As for our flock of finches, we remained loyal to them for another six months, even after I spotted one with a beak full of wire “twigs” dismantling our screen to build her nest. Then, when I got pregnant and mentioned to my doctor how much guano I was scrubbing, the feeder came down. Though most of the birds dispersed, a few stayed put. Many months later, I still hear them singing or catch one peering wistfully through the window. Otherwise, the apartment is quiet again, sealed off from street noise and whistling wind.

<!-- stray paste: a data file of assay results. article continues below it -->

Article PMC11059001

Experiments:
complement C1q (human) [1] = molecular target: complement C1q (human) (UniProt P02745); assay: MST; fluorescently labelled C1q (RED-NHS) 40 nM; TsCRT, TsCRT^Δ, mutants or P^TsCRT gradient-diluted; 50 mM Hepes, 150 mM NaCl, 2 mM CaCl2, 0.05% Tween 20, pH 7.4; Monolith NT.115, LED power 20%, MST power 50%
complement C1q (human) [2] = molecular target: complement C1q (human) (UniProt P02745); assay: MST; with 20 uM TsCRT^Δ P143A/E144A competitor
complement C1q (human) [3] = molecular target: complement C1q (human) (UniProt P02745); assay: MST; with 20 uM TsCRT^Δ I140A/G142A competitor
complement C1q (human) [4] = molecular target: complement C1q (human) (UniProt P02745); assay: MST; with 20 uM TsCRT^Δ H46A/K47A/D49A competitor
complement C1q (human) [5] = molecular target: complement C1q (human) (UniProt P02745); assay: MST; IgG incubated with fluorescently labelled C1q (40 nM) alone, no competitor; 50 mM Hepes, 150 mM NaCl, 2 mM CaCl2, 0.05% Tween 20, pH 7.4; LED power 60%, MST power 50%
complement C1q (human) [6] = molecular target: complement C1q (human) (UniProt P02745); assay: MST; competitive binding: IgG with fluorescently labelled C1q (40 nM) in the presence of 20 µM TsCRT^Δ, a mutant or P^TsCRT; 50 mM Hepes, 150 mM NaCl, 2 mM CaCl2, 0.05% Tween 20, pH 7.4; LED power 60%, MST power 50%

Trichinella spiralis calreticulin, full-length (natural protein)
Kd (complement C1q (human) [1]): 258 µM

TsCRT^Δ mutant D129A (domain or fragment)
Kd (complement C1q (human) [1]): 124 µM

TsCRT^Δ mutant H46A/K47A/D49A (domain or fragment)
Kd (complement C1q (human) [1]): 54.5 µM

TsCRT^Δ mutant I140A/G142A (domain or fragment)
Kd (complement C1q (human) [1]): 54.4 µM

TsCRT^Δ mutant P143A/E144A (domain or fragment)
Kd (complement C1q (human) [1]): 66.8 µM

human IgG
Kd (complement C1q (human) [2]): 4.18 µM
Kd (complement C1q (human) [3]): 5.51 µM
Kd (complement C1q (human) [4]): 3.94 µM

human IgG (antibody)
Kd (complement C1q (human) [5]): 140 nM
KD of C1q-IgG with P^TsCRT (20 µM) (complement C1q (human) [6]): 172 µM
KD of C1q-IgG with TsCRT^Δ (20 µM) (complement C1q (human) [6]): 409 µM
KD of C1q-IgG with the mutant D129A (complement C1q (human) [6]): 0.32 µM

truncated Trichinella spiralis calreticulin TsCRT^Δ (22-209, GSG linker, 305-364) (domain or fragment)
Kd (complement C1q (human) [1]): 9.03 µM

Well, not entirely quiet. “It’s so nice hearing a baby crying in the morning,” our downstairs neighbor said recently, her improbable enthusiasm suggesting we had finally driven her insane. “It’s like the chirping of the birds.”

This post originally appeared on The Atlantic, and is part of The Atlantic’s Life Up Close project, which is supported by the HHMI Department of Science Education.